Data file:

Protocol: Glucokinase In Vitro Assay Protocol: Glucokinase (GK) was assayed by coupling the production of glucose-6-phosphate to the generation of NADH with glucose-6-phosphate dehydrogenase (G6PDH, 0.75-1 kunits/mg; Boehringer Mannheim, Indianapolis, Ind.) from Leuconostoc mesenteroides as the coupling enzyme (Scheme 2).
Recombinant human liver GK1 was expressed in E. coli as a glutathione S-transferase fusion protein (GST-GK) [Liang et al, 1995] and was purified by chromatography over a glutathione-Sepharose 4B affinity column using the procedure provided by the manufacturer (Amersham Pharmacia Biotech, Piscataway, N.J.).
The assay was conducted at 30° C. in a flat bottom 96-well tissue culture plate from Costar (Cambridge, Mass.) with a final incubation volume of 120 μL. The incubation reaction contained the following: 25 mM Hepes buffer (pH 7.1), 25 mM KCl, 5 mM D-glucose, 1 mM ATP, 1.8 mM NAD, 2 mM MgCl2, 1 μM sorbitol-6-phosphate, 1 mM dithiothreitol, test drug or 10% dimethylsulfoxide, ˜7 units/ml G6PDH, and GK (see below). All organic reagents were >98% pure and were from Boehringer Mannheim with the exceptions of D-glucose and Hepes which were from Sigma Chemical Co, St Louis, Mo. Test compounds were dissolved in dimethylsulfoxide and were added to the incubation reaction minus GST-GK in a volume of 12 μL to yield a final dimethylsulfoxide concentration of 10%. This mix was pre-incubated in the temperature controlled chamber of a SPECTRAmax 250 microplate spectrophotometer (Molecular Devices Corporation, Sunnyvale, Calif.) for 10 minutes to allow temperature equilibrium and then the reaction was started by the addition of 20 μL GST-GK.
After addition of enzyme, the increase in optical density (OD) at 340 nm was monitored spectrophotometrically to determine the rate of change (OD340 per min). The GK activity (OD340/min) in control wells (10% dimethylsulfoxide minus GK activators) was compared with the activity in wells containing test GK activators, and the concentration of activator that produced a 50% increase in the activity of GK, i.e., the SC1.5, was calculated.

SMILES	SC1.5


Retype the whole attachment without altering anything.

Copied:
Protocol: Glucokinase In Vitro Assay Protocol: Glucokinase (GK) was assayed by coupling the production of glucose-6-phosphate to the generation of NADH with glucose-6-phosphate dehydrogenase (G6PDH, 0.75-1 kunits/mg; Boehringer Mannheim, Indianapolis, Ind.) from Leuconostoc mesenteroides as the coupling enzyme (Scheme 2).
Recombinant human liver GK1 was expressed in E. coli as a glutathione S-transferase fusion protein (GST-GK) [Liang et al, 1995] and was purified by chromatography over a glutathione-Sepharose 4B affinity column using the procedure provided by the manufacturer (Amersham Pharmacia Biotech, Piscataway, N.J.).
The assay was conducted at 30° C. in a flat bottom 96-well tissue culture plate from Costar (Cambridge, Mass.) with a final incubation volume of 120 μL. The incubation reaction contained the following: 25 mM Hepes buffer (pH 7.1), 25 mM KCl, 5 mM D-glucose, 1 mM ATP, 1.8 mM NAD, 2 mM MgCl2, 1 μM sorbitol-6-phosphate, 1 mM dithiothreitol, test drug or 10% dimethylsulfoxide, ˜7 units/ml G6PDH, and GK (see below). All organic reagents were >98% pure and were from Boehringer Mannheim with the exceptions of D-glucose and Hepes which were from Sigma Chemical Co, St Louis, Mo. Test compounds were dissolved in dimethylsulfoxide and were added to the incubation reaction minus GST-GK in a volume of 12 μL to yield a final dimethylsulfoxide concentration of 10%. This mix was pre-incubated in the temperature controlled chamber of a SPECTRAmax 250 microplate spectrophotometer (Molecular Devices Corporation, Sunnyvale, Calif.) for 10 minutes to allow temperature equilibrium and then the reaction was started by the addition of 20 μL GST-GK.
After addition of enzyme, the increase in optical density (OD) at 340 nm was monitored spectrophotometrically to determine the rate of change (OD340 per min). The GK activity (OD340/min) in control wells (10% dimethylsulfoxide minus GK activators) was compared with the activity in wells containing test GK activators, and the concentration of activator that produced a 50% increase in the activity of GK, i.e., the SC1.5, was calculated.

SMILES	SC1.5